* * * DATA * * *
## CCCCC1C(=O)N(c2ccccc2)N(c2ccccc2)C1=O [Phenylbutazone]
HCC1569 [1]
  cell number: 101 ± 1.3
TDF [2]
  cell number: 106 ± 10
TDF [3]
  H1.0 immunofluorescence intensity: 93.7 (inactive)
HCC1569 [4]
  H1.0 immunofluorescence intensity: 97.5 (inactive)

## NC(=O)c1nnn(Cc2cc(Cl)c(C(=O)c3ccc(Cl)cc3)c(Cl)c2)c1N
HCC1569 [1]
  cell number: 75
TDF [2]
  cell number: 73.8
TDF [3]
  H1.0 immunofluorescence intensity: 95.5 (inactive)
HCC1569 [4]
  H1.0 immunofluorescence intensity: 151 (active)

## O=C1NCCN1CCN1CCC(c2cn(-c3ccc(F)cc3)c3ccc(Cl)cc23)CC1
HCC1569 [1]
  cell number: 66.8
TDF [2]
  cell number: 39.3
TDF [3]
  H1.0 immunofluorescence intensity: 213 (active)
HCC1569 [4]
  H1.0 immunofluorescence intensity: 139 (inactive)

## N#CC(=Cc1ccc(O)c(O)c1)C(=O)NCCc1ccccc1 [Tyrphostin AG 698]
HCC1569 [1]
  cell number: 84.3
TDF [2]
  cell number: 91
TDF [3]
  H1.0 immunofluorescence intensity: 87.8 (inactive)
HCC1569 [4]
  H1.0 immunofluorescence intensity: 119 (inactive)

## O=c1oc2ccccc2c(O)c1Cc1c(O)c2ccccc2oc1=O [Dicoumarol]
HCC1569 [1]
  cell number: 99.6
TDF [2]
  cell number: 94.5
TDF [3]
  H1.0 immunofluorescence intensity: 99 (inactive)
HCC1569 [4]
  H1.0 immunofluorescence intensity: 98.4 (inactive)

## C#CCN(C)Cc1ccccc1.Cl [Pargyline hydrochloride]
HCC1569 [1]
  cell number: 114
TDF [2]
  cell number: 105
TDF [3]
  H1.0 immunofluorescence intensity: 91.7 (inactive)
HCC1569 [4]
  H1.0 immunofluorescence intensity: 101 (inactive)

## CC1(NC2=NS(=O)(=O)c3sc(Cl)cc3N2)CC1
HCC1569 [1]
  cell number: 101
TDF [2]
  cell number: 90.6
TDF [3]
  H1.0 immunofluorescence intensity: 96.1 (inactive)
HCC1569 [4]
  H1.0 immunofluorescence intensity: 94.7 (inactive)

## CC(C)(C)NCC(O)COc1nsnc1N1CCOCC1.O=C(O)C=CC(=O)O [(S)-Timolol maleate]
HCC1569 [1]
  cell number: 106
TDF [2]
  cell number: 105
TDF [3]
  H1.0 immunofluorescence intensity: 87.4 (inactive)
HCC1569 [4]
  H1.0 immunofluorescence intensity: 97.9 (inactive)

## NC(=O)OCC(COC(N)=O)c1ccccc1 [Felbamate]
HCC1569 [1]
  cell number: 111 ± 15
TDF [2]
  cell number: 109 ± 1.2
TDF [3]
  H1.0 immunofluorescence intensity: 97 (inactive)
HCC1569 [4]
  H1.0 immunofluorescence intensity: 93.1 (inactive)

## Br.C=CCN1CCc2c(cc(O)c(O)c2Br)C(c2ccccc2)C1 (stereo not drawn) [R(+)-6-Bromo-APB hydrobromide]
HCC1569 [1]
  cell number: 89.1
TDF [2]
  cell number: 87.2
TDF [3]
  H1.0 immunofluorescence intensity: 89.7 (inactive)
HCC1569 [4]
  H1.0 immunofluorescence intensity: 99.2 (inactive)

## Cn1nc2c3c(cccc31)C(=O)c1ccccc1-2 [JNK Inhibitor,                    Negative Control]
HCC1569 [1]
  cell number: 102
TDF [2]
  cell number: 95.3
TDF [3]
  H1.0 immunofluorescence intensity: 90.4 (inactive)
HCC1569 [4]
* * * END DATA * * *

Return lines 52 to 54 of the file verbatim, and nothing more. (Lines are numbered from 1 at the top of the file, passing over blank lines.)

  H1.0 immunofluorescence intensity: 91.7 (inactive)
HCC1569 [4]
  H1.0 immunofluorescence intensity: 101 (inactive)